“Readers are outside the box, they see their own stories – that’s when we judge others,” Michelle told the Killarney Advertiser.
“It is fiction and the story is in two versions, the positive is bigger than the negative. There is always hope regardless of pain.”
She added that people need to forget about what others think, and focus on their own values and traditions.
“It’s a self help book, it doesn’t matter what people think of us, life’s too short. I’m motivating people in a positive way because of my NLP and psychology qualification.”
However, she emphasised that readers don’t have to have read the first book to understand the second one.
“Maria is the leading figure and there’s a few characters from book one but you don’t have to read that to get book two.”
She added that she’s thankful to everyone who helped her along the way.
“I have been blessed to have met so many people to help with my books.”
Both books are available from O’Connor’s Centra, The Reeks and Horans Health Store on Beech Road.
Green light for teen accommodation
By Michelle Crean Plans for sheltered accommodation to house homeless teenagers in foster care have been given the go ahead. An Bord Pleanala has approved a three-storey building in Flemings Lane just off High Street, which will have eight bedrooms, two one bedroom apartments and one two bedroom apartment. The teens living within the premises […]
By Michelle Crean
Plans for sheltered accommodation to house homeless teenagers in foster care have been given the go ahead.
An Bord Pleanala has approved a three-storey building in Flemings Lane just off High Street, which will have eight bedrooms, two one bedroom apartments and one two bedroom apartment.
The teens living within the premises will be supervised by applicant Eileen O’Brien who will live on the ground floor of the premises.
The two one-bed apartments on the second floor would either be rented out or used for independent living for the teenagers as they reach adulthood.
The two-bed apartment will be on the third floor. There are also plans for balconies at second and third floor levels.
The proposed apartment building is contemporary in design with a mix of stone and render finish on the lower floors and synthetic burned timber finish on the upper floors. The second floor is recessed at the front and the third floor is recessed at the front and the rear with a decorative feature on the front elevation comprising dark grey timber steel poles. The building will also have a flat roof.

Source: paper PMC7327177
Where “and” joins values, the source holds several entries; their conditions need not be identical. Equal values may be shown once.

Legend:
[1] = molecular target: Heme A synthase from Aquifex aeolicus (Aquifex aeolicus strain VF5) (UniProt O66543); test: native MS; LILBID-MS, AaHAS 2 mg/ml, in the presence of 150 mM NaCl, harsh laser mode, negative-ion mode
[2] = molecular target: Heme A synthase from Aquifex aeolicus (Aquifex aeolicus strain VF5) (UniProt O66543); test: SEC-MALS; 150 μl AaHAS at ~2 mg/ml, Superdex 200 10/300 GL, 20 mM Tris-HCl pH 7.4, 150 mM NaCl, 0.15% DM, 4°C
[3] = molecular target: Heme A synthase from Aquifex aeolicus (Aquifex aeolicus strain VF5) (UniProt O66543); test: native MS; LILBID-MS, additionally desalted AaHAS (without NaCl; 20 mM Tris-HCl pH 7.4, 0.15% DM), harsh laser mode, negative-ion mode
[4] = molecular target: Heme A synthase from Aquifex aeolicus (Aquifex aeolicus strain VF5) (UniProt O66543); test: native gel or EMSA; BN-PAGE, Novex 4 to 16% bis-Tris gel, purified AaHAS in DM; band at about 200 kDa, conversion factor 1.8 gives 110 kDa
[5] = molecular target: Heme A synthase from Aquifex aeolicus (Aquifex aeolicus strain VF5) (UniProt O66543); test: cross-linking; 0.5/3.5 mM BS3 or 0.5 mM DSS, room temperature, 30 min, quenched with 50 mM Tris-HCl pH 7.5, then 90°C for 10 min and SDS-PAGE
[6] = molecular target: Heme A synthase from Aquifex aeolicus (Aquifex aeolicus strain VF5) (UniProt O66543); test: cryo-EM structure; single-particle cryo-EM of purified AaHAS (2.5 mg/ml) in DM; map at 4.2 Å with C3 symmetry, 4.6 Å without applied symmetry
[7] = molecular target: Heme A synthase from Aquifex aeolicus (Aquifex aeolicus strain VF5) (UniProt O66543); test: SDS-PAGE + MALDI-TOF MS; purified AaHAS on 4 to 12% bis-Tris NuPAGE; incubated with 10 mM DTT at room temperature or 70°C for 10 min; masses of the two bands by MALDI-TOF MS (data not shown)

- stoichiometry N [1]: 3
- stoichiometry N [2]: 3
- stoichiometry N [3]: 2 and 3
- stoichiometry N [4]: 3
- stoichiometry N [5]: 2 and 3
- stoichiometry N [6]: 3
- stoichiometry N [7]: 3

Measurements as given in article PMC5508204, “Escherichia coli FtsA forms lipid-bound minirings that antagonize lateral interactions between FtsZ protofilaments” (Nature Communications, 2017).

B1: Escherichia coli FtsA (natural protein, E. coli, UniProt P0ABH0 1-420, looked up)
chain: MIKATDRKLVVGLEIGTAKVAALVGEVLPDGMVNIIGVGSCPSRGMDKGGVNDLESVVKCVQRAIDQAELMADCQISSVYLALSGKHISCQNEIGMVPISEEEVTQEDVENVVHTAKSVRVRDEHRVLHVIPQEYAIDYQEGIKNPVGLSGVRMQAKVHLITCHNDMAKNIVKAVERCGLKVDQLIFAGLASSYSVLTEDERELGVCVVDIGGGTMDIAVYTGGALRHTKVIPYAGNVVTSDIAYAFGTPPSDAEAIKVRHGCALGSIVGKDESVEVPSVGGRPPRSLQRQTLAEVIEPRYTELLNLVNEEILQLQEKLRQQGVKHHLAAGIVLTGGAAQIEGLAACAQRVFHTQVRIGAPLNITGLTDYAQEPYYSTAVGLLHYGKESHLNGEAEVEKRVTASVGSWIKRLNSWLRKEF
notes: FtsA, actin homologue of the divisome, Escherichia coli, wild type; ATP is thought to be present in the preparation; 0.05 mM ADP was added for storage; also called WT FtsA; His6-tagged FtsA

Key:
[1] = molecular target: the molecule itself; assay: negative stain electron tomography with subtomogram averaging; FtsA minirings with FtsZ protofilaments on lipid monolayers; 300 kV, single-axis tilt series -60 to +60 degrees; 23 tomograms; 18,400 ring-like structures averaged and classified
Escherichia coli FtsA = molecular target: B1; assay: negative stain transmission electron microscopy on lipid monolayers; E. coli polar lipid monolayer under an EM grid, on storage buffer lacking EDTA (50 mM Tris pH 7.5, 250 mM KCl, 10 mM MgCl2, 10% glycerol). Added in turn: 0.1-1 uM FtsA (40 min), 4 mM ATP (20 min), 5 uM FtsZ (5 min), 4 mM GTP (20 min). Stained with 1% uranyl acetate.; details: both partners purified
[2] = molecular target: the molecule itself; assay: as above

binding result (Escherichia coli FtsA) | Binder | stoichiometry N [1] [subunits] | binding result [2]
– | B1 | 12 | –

Planning permission was granted subject to 14 conditions including a two-metre high boundary wall to be constructed on south, south-western boundaries of the site and there’s to be no overnight commercial guest accommodation.
Fans return to Fitzgerald Stadium after eight months
By Sean Moriarty Officials from Fitzgerald Stadium remain hopeful that crowd capacity at the venue can be increased to 500 spectators in time for the Munster final on July 25 – subject to both national health guidelines and Kerry qualifying for the game. Last Saturday evening’s National League semi-final between Kerry and Tyrone was the […]
By Sean Moriarty
Officials from Fitzgerald Stadium remain hopeful that crowd capacity at the venue can be increased to 500 spectators in time for the Munster final on July 25 – subject to both national health guidelines and Kerry qualifying for the game.
Last Saturday evening’s National League semi-final between Kerry and Tyrone was the first game at the stadium since the 2020 Kerry Petroleum Intermediate Club Football Championship Quarter-Final when Glenbeigh-Glencar played Beaufort on October 4 last year.
Due to current restrictions only 200 fans were allowed attend Saturday’s big match. That will remain in place for Kerry’s opening Munster Championship tie with Clare on June 26.
“It had been more than eight months since Fitzgerald Stadium welcomed back fans to the venue,” stadium PRO Tatyana McGough told the Killarney Advertiser. “Everything went exceptionally well.”
She is hopeful that more restrictions will be eased on July 5, paving the way for an increase in capacity to 500 fans in time for the July 25 Munster Final.
“It is likely that from July 5 up to 500 spectators may be permitted to attend games. We hope this number will increase for the Munster Final. If it is a Cork versus Kerry Munster Final the game will be fixed for Sunday July 25 at 4pm in the Fitzgerald Stadium. The stadium’s staff are very confident in being able to host any number of fans that may be allowed.”